• Physical Activity – Increasing your physical activity before surgery will help with your surgical outcome. Further, it establishes the habits for long-term weight management.

  • Smoking Cessation – Smoking increases the risk of complications and impairs healing. You must quit smoking before surgery.

  • Nutritional Counseling – You will meet with a dietitian to learn about the dietary changes. Then you will need to make a plan for before and after surgery. This includes a high protein, low sugar diet and eating smaller, more frequent meals.

Surgical Stomach – Post Bariatric Surgery Considerations

Life and Adaptation

  • Immediate Post-Surgery Diet – Patients start with a liquid diet, then pureed foods, and soft foods. Eventually solid foods over several weeks. This phased approach promotes the body’s ability to adjust to the smaller stomach.

  • Long-term Dietary Guidelines – A long-term diet is high in protein and low-carbon carbohydrates. Patients must avoid high-sugar and high-fat foods to prevent dumping syndrome and other complications.

  • Tailored Exercise Programs – Bariatric surgeons customized exercise program to further speed up the recovery process. Additionally, helps patients to build strength and endurance while avoiding injury. Lastly encouraged to do daily low-impact aerobics and exercises.

Aftercare and Follow-Up

  • Regular Medical Check-Ups – To make sure you’re doing well and catch any issues early.

  • Nutritional Monitoring – Blood tests and dietitian consultations to monitor nutritional status and adjust supplements as needed to prevent deficiencies.

  • Counseling and Support Groups – This helps you navigate the emotional ups and downs of life after surgery. Talking to others who have been through the same thing is so helpful.

  • Monitoring and Adjustments – Continuous mental health monitoring is key. Healthcare providers will adjust support as needed to address depression, anxiety, or eating disorders.

Long-Term Outcomes and Considerations

  • Losing Weight – Most bariatric surgery patients able to lose weight in the long term. According to the ASMBS, patients typically retain 50-60% of excess weight loss 5 years post-surgery.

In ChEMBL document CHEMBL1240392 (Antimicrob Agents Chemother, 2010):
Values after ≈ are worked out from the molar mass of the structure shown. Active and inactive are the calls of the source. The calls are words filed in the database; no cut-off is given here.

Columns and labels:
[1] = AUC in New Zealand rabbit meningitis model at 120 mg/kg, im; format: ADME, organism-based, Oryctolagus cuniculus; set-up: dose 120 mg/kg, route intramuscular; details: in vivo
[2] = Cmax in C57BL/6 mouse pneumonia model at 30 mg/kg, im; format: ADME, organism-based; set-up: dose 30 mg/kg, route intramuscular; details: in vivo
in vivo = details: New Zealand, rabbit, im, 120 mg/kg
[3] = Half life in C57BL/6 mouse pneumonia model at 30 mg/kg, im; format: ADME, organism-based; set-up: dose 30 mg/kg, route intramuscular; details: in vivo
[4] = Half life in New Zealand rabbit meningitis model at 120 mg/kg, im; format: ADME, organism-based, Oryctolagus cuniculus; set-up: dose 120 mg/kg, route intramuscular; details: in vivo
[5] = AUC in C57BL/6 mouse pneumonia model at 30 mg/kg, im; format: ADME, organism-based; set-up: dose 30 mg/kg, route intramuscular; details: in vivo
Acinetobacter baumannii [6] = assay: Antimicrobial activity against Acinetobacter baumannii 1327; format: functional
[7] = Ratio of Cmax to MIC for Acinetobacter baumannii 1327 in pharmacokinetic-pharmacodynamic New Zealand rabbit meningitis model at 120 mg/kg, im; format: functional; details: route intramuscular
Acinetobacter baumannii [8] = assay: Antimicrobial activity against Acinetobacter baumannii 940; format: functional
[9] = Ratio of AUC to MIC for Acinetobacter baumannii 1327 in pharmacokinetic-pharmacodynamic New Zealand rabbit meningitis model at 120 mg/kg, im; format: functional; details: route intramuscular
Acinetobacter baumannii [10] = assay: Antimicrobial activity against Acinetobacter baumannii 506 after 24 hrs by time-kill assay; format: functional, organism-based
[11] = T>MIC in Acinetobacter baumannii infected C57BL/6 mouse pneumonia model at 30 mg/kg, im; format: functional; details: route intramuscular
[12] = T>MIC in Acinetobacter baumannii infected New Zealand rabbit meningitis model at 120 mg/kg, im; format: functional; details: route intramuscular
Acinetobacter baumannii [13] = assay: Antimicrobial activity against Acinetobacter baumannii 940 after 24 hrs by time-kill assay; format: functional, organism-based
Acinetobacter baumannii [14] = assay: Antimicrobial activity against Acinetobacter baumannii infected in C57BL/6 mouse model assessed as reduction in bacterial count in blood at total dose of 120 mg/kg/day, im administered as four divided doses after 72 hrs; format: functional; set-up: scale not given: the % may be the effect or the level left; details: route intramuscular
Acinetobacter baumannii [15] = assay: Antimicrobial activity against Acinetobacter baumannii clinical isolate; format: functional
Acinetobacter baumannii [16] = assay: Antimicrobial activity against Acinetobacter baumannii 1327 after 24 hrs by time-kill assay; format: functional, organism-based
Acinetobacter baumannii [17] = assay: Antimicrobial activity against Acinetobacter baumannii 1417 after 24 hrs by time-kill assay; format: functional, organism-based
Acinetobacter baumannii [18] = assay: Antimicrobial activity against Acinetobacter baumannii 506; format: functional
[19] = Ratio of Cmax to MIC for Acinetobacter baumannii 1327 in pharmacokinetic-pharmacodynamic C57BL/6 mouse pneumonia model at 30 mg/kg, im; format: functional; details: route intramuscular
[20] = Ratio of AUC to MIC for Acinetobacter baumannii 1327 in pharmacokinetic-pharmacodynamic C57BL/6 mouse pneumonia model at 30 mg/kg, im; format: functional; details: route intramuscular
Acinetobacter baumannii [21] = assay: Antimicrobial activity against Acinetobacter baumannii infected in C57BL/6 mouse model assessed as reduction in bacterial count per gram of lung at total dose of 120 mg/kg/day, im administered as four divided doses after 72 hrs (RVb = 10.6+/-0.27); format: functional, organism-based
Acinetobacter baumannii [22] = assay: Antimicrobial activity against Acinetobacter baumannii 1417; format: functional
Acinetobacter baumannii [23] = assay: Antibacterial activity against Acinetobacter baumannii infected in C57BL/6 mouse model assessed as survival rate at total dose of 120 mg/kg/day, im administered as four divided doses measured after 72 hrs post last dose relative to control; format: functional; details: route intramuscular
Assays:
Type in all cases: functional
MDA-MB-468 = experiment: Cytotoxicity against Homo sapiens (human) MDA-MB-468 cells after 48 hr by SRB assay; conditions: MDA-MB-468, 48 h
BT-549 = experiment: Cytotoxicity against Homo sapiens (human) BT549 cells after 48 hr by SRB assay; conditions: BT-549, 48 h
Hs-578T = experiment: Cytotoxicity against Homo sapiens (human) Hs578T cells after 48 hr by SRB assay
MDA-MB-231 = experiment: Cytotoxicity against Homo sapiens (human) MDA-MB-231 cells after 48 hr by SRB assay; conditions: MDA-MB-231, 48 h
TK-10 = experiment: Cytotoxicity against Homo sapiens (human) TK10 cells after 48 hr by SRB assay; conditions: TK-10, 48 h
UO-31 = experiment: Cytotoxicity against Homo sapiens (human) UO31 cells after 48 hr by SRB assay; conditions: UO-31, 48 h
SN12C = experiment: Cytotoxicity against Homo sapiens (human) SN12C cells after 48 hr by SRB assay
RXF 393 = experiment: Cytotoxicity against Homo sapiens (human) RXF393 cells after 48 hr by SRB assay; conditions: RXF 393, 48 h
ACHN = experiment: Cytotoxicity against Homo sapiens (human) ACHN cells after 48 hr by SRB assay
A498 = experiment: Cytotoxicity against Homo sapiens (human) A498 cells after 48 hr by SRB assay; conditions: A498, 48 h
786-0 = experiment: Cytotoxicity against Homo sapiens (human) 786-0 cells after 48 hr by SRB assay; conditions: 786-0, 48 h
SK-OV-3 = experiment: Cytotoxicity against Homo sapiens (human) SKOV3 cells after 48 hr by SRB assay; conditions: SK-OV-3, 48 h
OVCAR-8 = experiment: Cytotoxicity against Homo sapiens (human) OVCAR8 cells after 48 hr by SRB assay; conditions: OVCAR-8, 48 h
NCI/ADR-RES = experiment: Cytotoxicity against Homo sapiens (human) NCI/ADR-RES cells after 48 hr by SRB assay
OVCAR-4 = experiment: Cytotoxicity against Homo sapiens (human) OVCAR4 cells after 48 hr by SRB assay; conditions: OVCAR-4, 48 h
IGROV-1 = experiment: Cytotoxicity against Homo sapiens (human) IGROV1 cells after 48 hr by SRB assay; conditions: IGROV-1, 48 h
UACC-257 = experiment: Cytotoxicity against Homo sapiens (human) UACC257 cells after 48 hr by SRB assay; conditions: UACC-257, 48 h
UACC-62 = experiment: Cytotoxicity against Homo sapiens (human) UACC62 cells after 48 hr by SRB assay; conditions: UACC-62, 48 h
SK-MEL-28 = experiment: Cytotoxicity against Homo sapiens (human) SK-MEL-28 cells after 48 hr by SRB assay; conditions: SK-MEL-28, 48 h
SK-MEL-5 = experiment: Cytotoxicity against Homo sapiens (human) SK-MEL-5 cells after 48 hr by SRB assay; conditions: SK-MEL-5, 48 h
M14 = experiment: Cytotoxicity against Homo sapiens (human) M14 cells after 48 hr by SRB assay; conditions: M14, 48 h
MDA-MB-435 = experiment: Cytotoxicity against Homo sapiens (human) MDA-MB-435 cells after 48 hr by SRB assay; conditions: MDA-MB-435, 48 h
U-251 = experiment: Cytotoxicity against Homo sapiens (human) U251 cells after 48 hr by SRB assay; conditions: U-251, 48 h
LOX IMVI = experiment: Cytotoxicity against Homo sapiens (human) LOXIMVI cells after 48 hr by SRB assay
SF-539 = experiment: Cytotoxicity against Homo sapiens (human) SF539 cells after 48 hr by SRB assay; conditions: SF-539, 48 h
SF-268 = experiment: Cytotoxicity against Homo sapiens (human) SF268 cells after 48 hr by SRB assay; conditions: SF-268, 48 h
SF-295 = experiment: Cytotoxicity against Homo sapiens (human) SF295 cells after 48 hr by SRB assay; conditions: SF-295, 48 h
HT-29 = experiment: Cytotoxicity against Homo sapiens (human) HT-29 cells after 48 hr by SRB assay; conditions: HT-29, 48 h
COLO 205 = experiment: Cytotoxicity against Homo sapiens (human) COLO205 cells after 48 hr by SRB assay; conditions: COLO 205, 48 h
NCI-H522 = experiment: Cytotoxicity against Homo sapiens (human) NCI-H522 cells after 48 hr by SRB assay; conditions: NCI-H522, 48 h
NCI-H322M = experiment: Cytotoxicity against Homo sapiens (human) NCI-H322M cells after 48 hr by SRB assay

• Comorbidities – Bariatric surgery often results in significant improvement in obesity-related conditions. Many patients go into remission of type 2 diabetes, lower blood pressure, and improved cardiovascular health.

  • Better Daily Living – Patients often report an overall better quality of life after surgery. More mobility, more energy, and higher self-esteem contribute to overall well-being.

  • Nutritional Deficiencies – Long-term risks include nutritional deficiencies that will require lifelong supplementation. Monitoring helps to minimize these risks.

  • Surgical Risks – While complications are rare they can include infections, hernias, or gastrointestinal issues. Get medical attention quickly if you have any.

Surgical Stomach

Surgical Stomach – Bariatric Surgery Recovery

How long is the Recovery Time for Stomach Surgery?

Recovery time after stomach surgery depends on the surgery and how much weight your health is. Minimally invasive surgeries like lap band or sleeve gastrectomy have shorter recovery times than open surgery.

You can expect to be back to normal in 3-6 weeks after surgery. But full recovery including adjusting to new eating habits and lifestyle changes takes several months. Recovery time factors include:

  • Patient’s Health – Pre-existing conditions can slow down recovery.

  • Post-operative Care – Following post-op guidelines affects recovery time.

  • Type of Surgery – Laparoscopic has a quicker recovery time than open surgery.

Surgical Stomach – Bariatric Surgery Hospital Stay

How Long do you stay in the Hospital for Stomach Surgery?

Hospital stay in a recovery room after stomach surgery also varies by surgery. For laparoscopic surgery, the hospital stay is 1-3 days. Open surgery is 5-7 days. We want to monitor you for any immediate post-op complications.